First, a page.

Why Your Friendships Could Be Costing You Your Financial Freedom
There is a common belief that friends and money don’t mix. Money has a way of complicating the dynamic of relationships, and the imbalance of power can strain even the strongest of bonds. Popular advice recommends resisting lending friends money altogether, or at least not any you care about losing.
One awkward experience is enough to convince most of us to keep friends and finances separate. However, now more than ever, we don’t live inside a vacuum. Jim Rohn famously said, “You’re the average of the five people you spend most of your time with.” Our output, performance, thinking, and decision-making abilities are all affected by the people whose company we keep. While we may try to isolate our friendships from our finances, their influence can not help but impact them.
Are Your Friends A Bad Influence?
We choose our friends for a myriad of reasons: humor, intelligence, empathy, proximity. In New York, only the strongest of connections can withstand distances requiring more than a single subway transfer. Yet it is the ability to have fun with a person that most draws us to them.
Time spent with friends often comes with a price tag. Enjoying someone’s company doesn’t have to equate with increased spending, but whole industries exist to convince people of the correlation between having a good time and doling out dollars. All of the coffees and brunches and nights out have a way of adding up, but we accept these costs because they are relatively low and imbue our lives with value.
However, what about the pressure to parallel a friend who leases a new car every two years, or collects limited edition sneakers? To indulge someone that is constantly begging you to join them on vacation and needs you to be their wingman at a pricey club?
These tendencies don’t make them bad people, or even bad friends, but they do inhibit the progress of a new business venture or saving for retirement. As with all endeavors, environment has the potential to be a saboteur. If you want to lose weight, don’t bring home junk food. If you want to quit drinking, don’t hang out in bars. If you are attempting to get your money in order, you can’t immerse yourself among people who are unconstrained with their own. Their relaxed spending normalizes the behavior.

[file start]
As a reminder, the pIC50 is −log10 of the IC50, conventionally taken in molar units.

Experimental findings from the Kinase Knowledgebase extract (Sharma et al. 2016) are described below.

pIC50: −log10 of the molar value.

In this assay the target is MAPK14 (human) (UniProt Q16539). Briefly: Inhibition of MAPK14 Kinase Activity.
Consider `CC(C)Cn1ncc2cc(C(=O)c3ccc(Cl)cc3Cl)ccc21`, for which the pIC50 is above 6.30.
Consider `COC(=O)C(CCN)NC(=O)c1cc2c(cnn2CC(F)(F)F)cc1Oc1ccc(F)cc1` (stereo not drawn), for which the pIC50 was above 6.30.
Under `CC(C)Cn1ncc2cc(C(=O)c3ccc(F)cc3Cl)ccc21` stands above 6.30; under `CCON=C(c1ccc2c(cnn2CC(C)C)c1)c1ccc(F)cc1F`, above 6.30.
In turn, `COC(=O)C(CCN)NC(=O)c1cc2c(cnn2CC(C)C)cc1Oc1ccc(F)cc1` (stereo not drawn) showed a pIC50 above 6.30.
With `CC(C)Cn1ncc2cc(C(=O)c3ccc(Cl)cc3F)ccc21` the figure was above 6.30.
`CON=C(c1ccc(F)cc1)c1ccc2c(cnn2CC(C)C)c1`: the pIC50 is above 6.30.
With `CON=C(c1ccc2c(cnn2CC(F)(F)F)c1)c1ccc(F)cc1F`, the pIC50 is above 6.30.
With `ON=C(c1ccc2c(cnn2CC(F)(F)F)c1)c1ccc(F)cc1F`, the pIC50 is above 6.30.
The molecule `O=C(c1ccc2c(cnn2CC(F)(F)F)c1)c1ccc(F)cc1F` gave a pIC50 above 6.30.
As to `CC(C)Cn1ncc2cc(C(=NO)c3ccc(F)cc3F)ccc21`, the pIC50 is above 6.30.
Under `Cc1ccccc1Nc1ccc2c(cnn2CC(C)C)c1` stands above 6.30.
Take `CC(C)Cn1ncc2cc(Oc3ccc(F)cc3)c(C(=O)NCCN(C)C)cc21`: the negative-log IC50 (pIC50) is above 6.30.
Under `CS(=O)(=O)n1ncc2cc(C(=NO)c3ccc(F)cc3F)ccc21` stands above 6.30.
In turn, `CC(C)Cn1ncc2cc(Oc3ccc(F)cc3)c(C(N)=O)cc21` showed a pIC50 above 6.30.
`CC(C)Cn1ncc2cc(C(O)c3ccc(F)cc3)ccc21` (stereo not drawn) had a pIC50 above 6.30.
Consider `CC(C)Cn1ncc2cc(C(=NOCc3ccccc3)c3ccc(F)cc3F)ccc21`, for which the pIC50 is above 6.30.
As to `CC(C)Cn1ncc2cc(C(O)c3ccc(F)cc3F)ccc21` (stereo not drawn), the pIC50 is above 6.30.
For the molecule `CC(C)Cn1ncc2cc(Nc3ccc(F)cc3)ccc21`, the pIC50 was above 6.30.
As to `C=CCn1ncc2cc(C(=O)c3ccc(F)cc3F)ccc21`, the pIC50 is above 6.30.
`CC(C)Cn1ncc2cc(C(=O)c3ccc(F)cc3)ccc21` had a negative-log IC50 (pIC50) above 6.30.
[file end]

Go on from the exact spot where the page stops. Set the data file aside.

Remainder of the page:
Maybe your crew isn’t the type to ball out every weekend, but they still might not be the best influence on your bank account. Often we gravitate towards people who are similar to us. If you’re not saving enough, there’s a good chance your friends aren’t either. If neither of you are saving, you’re probably not having conversations about money; and if you’re not talking about it, saving becomes an abstraction, something other people do.
If a friend gets a promotion at work, it prompts us to consider where we are in our own career. We see ourselves in our peers and expect our lives to unfold similarly. When surrounded by worker bees muscling through monotony, we may not be compelled to demand more than our current station.
It must occur to us to ask for what we’re worth, to act on ideas worth investing in. Growing our savings and starting a business must be natural concepts if they are to be attainable. Being mindful about money is a lifestyle. Success is built, not benevolently bestowed upon us.
Expand Your Vision
Being the first in your social circle to take your finances seriously can feel like navigating uncharted territory. Though the internet provides an abundance of information, the extent of its scope can be a hindrance, overwhelming us with data. In our lives and in our finances we tend to seek out recommendations from people we trust.